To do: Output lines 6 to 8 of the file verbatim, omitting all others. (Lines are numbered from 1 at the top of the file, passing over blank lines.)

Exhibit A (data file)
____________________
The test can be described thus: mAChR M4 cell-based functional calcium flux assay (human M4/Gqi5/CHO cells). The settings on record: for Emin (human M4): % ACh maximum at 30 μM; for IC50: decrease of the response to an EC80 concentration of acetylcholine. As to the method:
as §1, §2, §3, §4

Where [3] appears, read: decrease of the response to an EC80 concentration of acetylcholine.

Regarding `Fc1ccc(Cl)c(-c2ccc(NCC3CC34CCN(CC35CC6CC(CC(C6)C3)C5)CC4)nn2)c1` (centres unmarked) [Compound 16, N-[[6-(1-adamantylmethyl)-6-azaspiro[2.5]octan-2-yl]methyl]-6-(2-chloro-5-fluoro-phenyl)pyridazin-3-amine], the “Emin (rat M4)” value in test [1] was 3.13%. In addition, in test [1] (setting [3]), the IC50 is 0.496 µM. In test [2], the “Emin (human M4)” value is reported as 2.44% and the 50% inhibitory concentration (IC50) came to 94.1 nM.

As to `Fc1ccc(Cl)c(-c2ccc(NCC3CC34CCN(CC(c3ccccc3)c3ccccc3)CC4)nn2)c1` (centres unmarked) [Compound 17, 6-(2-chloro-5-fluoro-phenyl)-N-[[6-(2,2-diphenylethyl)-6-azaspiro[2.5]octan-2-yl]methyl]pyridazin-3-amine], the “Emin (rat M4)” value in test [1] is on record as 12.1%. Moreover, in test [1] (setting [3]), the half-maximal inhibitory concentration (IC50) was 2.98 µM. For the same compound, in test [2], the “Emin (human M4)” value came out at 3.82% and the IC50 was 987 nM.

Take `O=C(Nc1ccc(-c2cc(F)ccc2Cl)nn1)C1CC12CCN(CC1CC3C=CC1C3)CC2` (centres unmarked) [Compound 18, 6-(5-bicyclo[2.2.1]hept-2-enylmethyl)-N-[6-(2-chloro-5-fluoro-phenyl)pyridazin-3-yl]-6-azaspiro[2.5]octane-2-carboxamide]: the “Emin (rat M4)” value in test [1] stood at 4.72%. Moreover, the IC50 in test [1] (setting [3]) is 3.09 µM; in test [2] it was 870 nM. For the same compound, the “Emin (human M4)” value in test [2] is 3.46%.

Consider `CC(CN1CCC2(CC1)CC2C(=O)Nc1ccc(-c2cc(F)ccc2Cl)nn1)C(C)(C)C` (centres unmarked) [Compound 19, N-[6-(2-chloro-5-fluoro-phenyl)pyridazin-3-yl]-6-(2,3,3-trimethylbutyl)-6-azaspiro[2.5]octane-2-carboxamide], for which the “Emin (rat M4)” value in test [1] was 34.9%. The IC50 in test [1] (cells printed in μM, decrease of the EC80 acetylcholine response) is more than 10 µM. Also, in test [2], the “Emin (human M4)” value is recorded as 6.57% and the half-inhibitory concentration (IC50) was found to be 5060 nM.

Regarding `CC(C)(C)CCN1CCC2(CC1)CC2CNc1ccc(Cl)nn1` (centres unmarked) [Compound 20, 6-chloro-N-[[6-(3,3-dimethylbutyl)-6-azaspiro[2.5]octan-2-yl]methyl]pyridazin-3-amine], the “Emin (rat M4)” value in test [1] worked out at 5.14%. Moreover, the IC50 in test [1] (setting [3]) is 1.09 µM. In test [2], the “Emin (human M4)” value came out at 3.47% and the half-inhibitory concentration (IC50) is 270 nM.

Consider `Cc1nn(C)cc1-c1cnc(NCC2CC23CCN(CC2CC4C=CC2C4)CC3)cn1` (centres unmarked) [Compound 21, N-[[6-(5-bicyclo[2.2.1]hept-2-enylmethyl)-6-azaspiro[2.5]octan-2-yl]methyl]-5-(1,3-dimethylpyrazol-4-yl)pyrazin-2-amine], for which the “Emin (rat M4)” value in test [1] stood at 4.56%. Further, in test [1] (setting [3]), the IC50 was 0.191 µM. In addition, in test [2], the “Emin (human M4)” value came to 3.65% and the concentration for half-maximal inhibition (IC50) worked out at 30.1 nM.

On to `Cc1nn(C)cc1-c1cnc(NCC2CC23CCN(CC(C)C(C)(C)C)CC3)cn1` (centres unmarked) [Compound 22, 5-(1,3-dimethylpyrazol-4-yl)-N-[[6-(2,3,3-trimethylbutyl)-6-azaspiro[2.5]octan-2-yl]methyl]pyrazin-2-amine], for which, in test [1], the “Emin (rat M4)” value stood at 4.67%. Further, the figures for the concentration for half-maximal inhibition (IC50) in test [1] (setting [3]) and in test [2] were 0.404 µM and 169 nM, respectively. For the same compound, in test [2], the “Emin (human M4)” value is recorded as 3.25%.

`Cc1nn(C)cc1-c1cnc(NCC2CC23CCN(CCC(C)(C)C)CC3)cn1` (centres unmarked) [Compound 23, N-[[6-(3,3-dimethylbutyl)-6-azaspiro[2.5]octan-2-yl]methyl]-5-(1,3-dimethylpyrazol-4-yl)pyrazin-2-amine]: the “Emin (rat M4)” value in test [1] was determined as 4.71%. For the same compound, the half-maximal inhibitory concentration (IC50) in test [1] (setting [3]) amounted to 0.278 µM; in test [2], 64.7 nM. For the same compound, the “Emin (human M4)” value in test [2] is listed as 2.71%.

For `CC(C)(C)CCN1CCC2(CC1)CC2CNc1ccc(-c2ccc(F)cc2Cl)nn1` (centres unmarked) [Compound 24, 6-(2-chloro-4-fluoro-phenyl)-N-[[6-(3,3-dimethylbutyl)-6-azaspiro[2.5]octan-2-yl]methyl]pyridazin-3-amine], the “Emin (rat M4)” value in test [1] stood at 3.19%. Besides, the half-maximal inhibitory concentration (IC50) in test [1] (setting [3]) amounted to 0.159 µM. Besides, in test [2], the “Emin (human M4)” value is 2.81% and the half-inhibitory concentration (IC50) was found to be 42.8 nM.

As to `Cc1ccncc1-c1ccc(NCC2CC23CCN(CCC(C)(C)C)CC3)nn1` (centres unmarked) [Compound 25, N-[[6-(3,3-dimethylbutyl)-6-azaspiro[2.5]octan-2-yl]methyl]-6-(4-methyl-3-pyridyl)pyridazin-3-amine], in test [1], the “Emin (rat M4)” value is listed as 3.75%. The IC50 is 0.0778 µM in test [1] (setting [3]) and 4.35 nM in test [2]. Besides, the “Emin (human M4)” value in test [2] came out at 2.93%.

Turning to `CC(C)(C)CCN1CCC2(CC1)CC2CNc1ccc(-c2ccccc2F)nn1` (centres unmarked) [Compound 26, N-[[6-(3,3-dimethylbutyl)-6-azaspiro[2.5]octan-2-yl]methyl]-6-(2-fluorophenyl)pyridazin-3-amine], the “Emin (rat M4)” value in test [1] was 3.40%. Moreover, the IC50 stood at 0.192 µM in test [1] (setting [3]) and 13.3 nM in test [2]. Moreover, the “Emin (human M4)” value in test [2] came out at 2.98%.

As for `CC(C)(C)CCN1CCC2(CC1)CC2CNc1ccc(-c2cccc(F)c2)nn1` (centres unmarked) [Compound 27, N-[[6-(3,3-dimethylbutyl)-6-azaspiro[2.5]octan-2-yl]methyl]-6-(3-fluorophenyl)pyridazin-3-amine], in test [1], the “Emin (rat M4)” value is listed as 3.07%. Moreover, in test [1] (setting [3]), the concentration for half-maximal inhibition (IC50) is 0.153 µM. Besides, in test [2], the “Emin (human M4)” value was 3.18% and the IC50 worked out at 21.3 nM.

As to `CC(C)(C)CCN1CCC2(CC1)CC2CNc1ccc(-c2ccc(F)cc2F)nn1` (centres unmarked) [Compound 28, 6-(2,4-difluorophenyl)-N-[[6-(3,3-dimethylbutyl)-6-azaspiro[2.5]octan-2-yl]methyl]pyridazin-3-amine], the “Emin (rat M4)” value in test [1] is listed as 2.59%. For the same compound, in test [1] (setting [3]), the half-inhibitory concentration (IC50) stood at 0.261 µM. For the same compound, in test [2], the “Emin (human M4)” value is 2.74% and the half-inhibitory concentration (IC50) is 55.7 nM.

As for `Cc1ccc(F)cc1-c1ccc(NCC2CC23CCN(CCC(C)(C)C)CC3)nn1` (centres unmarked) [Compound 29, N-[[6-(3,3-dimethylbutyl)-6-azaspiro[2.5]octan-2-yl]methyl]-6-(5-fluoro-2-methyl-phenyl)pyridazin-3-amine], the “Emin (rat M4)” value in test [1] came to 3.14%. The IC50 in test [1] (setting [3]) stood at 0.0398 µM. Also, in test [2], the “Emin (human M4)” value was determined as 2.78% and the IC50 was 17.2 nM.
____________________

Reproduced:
Take `O=C(Nc1ccc(-c2cc(F)ccc2Cl)nn1)C1CC12CCN(CC1CC3C=CC1C3)CC2` (centres unmarked) [Compound 18, 6-(5-bicyclo[2.2.1]hept-2-enylmethyl)-N-[6-(2-chloro-5-fluoro-phenyl)pyridazin-3-yl]-6-azaspiro[2.5]octane-2-carboxamide]: the “Emin (rat M4)” value in test [1] stood at 4.72%. Moreover, the IC50 in test [1] (setting [3]) is 3.09 µM; in test [2] it was 870 nM. For the same compound, the “Emin (human M4)” value in test [2] is 3.46%.

Consider `CC(CN1CCC2(CC1)CC2C(=O)Nc1ccc(-c2cc(F)ccc2Cl)nn1)C(C)(C)C` (centres unmarked) [Compound 19, N-[6-(2-chloro-5-fluoro-phenyl)pyridazin-3-yl]-6-(2,3,3-trimethylbutyl)-6-azaspiro[2.5]octane-2-carboxamide], for which the “Emin (rat M4)” value in test [1] was 34.9%. The IC50 in test [1] (cells printed in μM, decrease of the EC80 acetylcholine response) is more than 10 µM. Also, in test [2], the “Emin (human M4)” value is recorded as 6.57% and the half-inhibitory concentration (IC50) was found to be 5060 nM.

Regarding `CC(C)(C)CCN1CCC2(CC1)CC2CNc1ccc(Cl)nn1` (centres unmarked) [Compound 20, 6-chloro-N-[[6-(3,3-dimethylbutyl)-6-azaspiro[2.5]octan-2-yl]methyl]pyridazin-3-amine], the “Emin (rat M4)” value in test [1] worked out at 5.14%. Moreover, the IC50 in test [1] (setting [3]) is 1.09 µM. In test [2], the “Emin (human M4)” value came out at 3.47% and the half-inhibitory concentration (IC50) is 270 nM.